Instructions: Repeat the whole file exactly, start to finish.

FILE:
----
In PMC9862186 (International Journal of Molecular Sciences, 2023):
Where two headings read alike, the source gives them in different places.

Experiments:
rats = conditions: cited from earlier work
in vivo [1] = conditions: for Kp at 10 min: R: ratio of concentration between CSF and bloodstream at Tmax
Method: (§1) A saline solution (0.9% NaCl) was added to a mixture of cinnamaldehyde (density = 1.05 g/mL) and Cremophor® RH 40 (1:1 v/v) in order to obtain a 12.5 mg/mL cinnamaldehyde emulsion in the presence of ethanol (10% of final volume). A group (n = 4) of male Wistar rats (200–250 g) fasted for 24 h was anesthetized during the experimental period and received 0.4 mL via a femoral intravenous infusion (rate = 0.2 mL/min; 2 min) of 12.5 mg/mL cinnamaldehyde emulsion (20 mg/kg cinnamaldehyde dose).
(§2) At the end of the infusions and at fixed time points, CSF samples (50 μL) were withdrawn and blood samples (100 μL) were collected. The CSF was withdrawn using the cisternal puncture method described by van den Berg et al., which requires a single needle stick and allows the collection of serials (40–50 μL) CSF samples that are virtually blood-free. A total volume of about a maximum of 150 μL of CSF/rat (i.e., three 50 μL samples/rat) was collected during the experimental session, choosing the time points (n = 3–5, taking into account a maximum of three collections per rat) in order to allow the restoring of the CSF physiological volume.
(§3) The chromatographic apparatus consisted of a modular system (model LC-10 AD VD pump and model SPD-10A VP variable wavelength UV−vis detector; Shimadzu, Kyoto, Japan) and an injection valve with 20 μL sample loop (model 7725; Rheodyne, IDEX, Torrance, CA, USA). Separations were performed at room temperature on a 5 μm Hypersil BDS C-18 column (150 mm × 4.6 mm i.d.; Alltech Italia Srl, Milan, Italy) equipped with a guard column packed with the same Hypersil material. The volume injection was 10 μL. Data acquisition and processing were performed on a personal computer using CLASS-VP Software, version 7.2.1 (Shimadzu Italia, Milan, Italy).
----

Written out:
In PMC9862186 (International Journal of Molecular Sciences, 2023):
Where two headings read alike, the source gives them in different places.

Experiments:
rats = conditions: cited from earlier work
in vivo [1] = conditions: for Kp at 10 min: R: ratio of concentration between CSF and bloodstream at Tmax
Method: (§1) A saline solution (0.9% NaCl) was added to a mixture of cinnamaldehyde (density = 1.05 g/mL) and Cremophor® RH 40 (1:1 v/v) in order to obtain a 12.5 mg/mL cinnamaldehyde emulsion in the presence of ethanol (10% of final volume). A group (n = 4) of male Wistar rats (200–250 g) fasted for 24 h was anesthetized during the experimental period and received 0.4 mL via a femoral intravenous infusion (rate = 0.2 mL/min; 2 min) of 12.5 mg/mL cinnamaldehyde emulsion (20 mg/kg cinnamaldehyde dose).
(§2) At the end of the infusions and at fixed time points, CSF samples (50 μL) were withdrawn and blood samples (100 μL) were collected. The CSF was withdrawn using the cisternal puncture method described by van den Berg et al., which requires a single needle stick and allows the collection of serials (40–50 μL) CSF samples that are virtually blood-free. A total volume of about a maximum of 150 μL of CSF/rat (i.e., three 50 μL samples/rat) was collected during the experimental session, choosing the time points (n = 3–5, taking into account a maximum of three collections per rat) in order to allow the restoring of the CSF physiological volume.
(§3) The chromatographic apparatus consisted of a modular system (model LC-10 AD VD pump and model SPD-10A VP variable wavelength UV−vis detector; Shimadzu, Kyoto, Japan) and an injection valve with 20 μL sample loop (model 7725; Rheodyne, IDEX, Torrance, CA, USA). Separations were performed at room temperature on a 5 μm Hypersil BDS C-18 column (150 mm × 4.6 mm i.d.; Alltech Italia Srl, Milan, Italy) equipped with a guard column packed with the same Hypersil material. The volume injection was 10 μL. Data acquisition and processing were performed on a personal computer using CLASS-VP Software, version 7.2.1 (Shimadzu Italia, Milan, Italy).